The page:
Once upon a time, I was a freshman in high school, and I had this crush on this one girl for a very long time. One day, I found out that she had started dating another guy. As you can imagine, I was heartbroken. Within the following months, however, I came to rededicate my life to Jesus at a youth conference, which was the turning point for me in my spiritual pain and in the pain that I had been going through. But during those few months is when I saw “Casablanca” for the first time. And even though it doesn’t have the same healing power that Jesus had, it did serve as a reminder for me that sometimes, the best love stories aren’t always the ones when the guy gets the girl.
If you’ve never heard of Humphrey Bogart, look him up now. He was sort of like the Brad Pitt of the 1930-40’s Golden Age of Hollywood… except Bogart was a way better actor, no offense. Bogart plays Rick Blaine, an American bartender in Casablanca, a city in unoccupied French Morocco during World War Two. Blaine has a history of patriotism, and when the Germans invaded France (where he was living at the time), he had to escape. But when he did, he was never the same. Now, he is a pessimistic, cynical bartender who sticks his neck out for nobody. Literally, he says that. “I stick my neck out for nobody.” Why? No one knows. Rick keeps to himself maybe a little too much.
But one night, as a friend leaves him letters of transit that have already been signed by officials and can take him out of Casablanca whenever he pleases, in walk Victor Laszlo (Paul Henreid) and his wife Ilsa Lund (Ingrid Bergman). Victor is a leader for Free France, who has been chased after by the Nazis and even put in concentration camps for his anti-Nazi propaganda. Rick has been warned that he is coming to Casablanca by a local officer, Captain Renault (Claude Reins), and that Rick should do nothing to help Laszlo escape. Ilsa, on the other hand, already knows Rick: while Laszlo was in the concentration camp, Ilsa, after finding out Victor was dead, brought her grief with her to Paris… and then, one day, she met Rick. The two fell in love and planned to leave Paris together, until one day, Ilsa gets word that Victor is alive but not well, and she must go back to him. So she regretfully leaves Rick, who is heartbroken as he takes a train out of Paris alone in the rain, crumbling up a note from Ilsa that vaguely tells him that she can never see him again.
By the way, I should probably mention this now. “Casablanca” has the greatest script ever written in history. And I mean that. So you really should watch this film.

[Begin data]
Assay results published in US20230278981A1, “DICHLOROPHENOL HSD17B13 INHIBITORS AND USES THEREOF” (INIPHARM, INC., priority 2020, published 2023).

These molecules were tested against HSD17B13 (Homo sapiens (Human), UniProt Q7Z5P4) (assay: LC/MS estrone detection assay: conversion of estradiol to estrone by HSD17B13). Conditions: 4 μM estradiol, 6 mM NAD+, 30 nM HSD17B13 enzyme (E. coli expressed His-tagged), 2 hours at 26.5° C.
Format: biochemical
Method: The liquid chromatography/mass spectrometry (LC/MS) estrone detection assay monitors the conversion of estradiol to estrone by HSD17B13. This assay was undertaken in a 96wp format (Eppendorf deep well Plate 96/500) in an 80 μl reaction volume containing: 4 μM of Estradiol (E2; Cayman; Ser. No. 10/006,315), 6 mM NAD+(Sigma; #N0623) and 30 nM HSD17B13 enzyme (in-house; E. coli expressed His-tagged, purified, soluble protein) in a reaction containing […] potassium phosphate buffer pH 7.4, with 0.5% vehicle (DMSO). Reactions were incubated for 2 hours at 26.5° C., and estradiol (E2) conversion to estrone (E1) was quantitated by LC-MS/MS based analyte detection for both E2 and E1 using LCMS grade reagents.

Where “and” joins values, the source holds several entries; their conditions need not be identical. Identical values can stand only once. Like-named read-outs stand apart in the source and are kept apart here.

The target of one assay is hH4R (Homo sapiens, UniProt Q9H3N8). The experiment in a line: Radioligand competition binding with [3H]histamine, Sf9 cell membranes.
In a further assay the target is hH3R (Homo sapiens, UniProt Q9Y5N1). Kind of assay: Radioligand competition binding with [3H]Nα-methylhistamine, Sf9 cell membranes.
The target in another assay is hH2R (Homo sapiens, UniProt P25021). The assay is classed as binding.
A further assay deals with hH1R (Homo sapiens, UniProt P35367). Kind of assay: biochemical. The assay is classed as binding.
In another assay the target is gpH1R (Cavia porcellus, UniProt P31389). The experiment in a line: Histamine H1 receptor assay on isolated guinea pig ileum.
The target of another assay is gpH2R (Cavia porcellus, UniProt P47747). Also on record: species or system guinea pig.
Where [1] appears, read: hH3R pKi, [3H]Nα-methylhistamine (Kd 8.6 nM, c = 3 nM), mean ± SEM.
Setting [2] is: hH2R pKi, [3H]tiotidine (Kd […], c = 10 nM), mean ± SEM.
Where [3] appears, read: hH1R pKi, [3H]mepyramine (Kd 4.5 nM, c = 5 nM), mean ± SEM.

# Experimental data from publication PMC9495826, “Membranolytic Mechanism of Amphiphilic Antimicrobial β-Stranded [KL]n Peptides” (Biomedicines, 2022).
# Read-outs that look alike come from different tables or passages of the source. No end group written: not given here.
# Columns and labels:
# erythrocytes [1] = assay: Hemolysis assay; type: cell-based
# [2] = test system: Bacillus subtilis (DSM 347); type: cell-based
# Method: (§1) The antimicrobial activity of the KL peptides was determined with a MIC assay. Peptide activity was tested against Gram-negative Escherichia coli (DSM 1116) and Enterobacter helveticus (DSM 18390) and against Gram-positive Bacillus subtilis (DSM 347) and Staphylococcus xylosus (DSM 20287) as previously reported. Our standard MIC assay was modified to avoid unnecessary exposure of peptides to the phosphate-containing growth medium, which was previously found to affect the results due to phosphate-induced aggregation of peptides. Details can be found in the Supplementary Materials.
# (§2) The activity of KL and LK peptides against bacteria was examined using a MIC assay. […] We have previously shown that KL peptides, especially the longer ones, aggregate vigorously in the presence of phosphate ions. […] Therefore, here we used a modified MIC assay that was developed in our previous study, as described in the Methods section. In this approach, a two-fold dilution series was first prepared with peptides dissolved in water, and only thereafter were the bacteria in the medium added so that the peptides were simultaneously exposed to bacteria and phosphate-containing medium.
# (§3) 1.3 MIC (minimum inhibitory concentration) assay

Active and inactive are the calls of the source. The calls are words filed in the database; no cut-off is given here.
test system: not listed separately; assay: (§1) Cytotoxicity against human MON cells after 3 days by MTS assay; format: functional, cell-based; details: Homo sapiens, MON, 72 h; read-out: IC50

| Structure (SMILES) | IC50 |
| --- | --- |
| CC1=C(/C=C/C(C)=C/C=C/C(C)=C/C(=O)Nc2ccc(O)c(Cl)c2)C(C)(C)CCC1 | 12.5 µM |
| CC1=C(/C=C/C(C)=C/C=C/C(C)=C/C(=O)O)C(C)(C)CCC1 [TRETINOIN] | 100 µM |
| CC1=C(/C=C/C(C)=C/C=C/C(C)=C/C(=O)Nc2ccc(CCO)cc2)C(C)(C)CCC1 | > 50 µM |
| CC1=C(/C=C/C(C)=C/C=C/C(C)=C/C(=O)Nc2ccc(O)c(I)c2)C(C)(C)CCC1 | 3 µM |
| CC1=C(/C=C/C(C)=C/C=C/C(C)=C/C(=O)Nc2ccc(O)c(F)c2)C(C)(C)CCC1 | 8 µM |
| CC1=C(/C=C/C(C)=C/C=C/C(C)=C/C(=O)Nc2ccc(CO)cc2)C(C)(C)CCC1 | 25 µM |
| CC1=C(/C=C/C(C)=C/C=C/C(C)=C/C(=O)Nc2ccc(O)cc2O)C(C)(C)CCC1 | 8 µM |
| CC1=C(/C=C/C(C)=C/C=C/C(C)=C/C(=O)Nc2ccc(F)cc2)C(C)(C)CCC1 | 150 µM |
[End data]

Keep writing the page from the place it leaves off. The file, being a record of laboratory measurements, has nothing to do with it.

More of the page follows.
Anyway, it takes a while for Ilsa to convince Rick of why she left him, and now that Rick has the letters of transit, he can give them to Victor and Ilsa and send them off to America safely, without the Nazis chasing after them any longer. And it’s too complicated of a plot to explain here, but Rick finally agrees. He takes his letters of transit, signs them “Mr. and Mrs. Victor Laszlo”, and sends them on their way. But Ilsa is confused: why would Rick do this? If he really loves her, wouldn’t he just leave with her? But Rick explains to her his reasoning:
RICK: Inside of us, we both know you belong with Victor. You’re part of his work, the thing that keeps him going. And if that plane leaves the ground and you’re not with him, you’ll regret it—maybe not today, maybe not tomorrow, but soon, and for the rest of your life.
ILSA: But what about us?
RICK: We’ll always have Paris.
ILSA: And I said I would never leave you!
RICK: And you never will. But I’ve got a job to do, too. Where I’m going, you can’t follow; what I’ve got to do, you can’t be any part of. Ilsa, I’m no good at being noble, but it doesn’t take much to see that the problems of three little people don’t amount to a hill of beans in this crazy world.
And as he tells her the classic line, “Here’s looking at you, kid,” Victor and Ilsa get on the plane to America, as Ilsa tells Rick, “God bless you.”
“Casablanca” holds the concept of sacrifice that Jesus is constantly pushing us towards, and it’s a concept that I’ve already covered in some of the other articles I’ve written. One of the greatest examples of this is Matthew 12, where Jesus is sending out his twelve disciples to go into the surrounding cities and preach the Gospel to other Jews. He tells them that accepting Jesus as the Savior of the world does not just mean you pray one little prayer and everything will be fine. “Do not suppose that I have come to bring peace to the earth,” he says in verse 34. “I did not come to bring peace, but a sword.” He goes on to tell them, “Anyone who loves his father or mother more than me is not worthy of me; anyone who loves his son or daughter more than me is not worthy of me; and anyone who does not take his cross and follow me is not worthy of me. Whoever finds his life will lose it, and whoever loses his life for my sake will find it.” (37-39)
Rick Blaine understands that his love for Ilsa may be beneficial for him, but the rest of the world needs Victor Laszlo in America. So he puts aside his old life, his old longing for Ilsa, and he finds a new life as he helps Victor and Ilsa leave Casablanca. My prayer for you, the reader, is that if you are struggling with sacrificing a desire, a hope for the future, a relationship, or anything currently in your life, that you would find strength through Jesus Christ to lay it down before Him.